Mick McCarthy shares a joke with Neil Warnock. Pic: Getty Images.

The Enduring Two Yorkshiremen’s Sketch . . . Starring Mick McCarthy At Cardiff City And Middlesbrough’s Neil Warnock

Mick McCarthy and Neil Warnock share more than just a Yorkshireman’s instinct for bluff one-liners after both extended their management deals into next season.

After transforming Cardiff City’s fortunes with a speed of impact he admitted had even taken him by surprise, McCarthy, 62, has signed a two-year extension to his short-term contract that was due to run out at the end of the season.

Warnock – 10 years older – will be approaching 74 when his new one-year extension at Middlesbrough comes to an end in June of next year.

McCarthy has rejuvenated the Bluebirds, taking them from 15th in the Championship table to the heart of the play-off race with seven wins and three draws in 10 matches in charge.

But he also seems to have re-invigorated himself as his previous managerial spell in Cyprus was a rare brief failure and his final dour days at Ipswich seemed to indicate perhaps his power were waning.

At Cardiff, though, he appears refreshed and much like Warnock you can gauge the prevailing mood of the man by the quality of the metaphors. After his team drew 1-1 at Warnock’s Boro last week, levels were high.

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“Neil and I are both the same,” said McCarthy. “If we’re not complaining about something, you might as well nail down the coffin lid on the pair of us.”

McCarthy and Warnock are old school, but not old hat. They both use all the benefits of modern sports science as back-up to their years of experience, but prefer to speak in language fans understand, rather than in the riddles of the latest coaching or public relations manual.

Truths are unvarnished and opinions are straightforwardly given. Asked about the drawn match at The Riverside, McCarthy described it as, “a fair result – not one of the best games of football I’ve ever seen. In fact, it was probably one of the worst.

“It was disappointing to concede late on, but I can’t say we deserved to win. We’ll take the point and move on.”

And move on they did, with a thumping 4-0 win over Wayne Rooney’s Derby County three days later.

Not that either McCarthy’s, or Warnock’s, preference for simple language and uncomplicated football should disguise their most enduring strength, their ability to deal with, motivate, and sometimes repair young players always young enough to be their sons, and sometimes their grandsons.

McCarthy left Harry Wilson out of his team for his first match in charge at Cardiff. When he was asked why, he replied he had based his selection on what he had seen in training.


There was no direct criticism of the player, other than what could be implied. It was a masterful piece of work.

Likewise, Warnock has shown he can extend an arm around any seeming lost cause – even one who has strayed off the path and as far into the long grass as Nathaniel Mendez-Laing.

Warnock – who achieved with Cardiff what McCarthy seeks to emulate, promotion, says he does not want to die on the job, although it’s hard to see him going out any other way than with his training boots on.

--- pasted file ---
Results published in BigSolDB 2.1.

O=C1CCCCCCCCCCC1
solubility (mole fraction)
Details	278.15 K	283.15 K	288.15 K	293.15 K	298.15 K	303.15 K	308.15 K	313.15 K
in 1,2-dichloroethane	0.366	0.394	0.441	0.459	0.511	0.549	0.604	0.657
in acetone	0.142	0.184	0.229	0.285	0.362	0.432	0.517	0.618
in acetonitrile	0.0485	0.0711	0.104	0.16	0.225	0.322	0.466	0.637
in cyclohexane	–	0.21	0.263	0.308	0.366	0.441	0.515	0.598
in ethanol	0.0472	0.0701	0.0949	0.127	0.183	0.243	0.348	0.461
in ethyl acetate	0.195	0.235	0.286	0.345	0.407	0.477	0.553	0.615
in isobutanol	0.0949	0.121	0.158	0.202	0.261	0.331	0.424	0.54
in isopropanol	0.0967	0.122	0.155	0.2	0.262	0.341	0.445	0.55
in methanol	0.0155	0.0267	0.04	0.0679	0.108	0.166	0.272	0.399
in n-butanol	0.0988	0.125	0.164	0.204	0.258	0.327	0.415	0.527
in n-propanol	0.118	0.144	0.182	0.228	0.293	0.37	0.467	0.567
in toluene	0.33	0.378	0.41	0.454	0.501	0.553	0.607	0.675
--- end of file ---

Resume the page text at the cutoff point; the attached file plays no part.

The Teessiders announced on Thursday that the 72-year-old will remain at the helm for the 2021-22 campaign after being parachuted in to the Riverside Stadium in a firefighting role in June last year.

Warnock has repeatedly shelved plans to retire – he had planned to call it a day at 55 – but has promised his wife Sharon that he will eventually hang up his tracksuit.

He said: “The problem we’ve got is Sharon has had illnesses and I’m 72 and when you read the news nowadays, there’s always somebody popping their clogs younger than me.

“I don’t want to die on the job, if I’m honest, so I’d like to finish on a high and I would like to see a little bit of what me and Sharon love.”


Warnock’s decision to accept Boro chairman Steve Gibson’s offer of an extended stay on Teesside following talks on Wednesday will at least allow his wife time to de-clutter their Cornwall home without the vastly-experienced manager under her feet.

He said with a smile: “She was the one that said ‘you ought to do it’. She’s got so much to do in Cornwall now.

“At the minute with the situation being what it is, if I’d been in Cornwall without a job, I think she would have fallen out with me a few times, if I’m honest. I am not the best to have helping her around the house.

“Amy, our daughter, she summed it up great about six or eight weeks ago when Sharon made up her mind, really. She said ‘if you think back, Mum, whenever Dad’s at home, he gets on your nerves, so you might as well let him work while you sort the house out because when you’re together at home, you fall out’.”

Warnock, who was drafted in to lead a successful fight for Championship survival following Jonathan Woodgate’s exit, will now set his sights on another tilt at promotion having admitted the Teessiders are long-shots this time around.

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He will do so having been persuaded by Gibson that he could not leave without experiencing a full house at the Riverside Stadium with his reign to date having been conducted under coronavirus restrictions.

He insisted: “I’m not bothered about getting the sack, so I’m in an unusual situation, really. I want us to all enjoy it.

“It means such a lot to people that we’ve got to try to put smiles back on their faces next year and really have a go.”

Both Warnock and McCarthy will be having another right go at it again next season.


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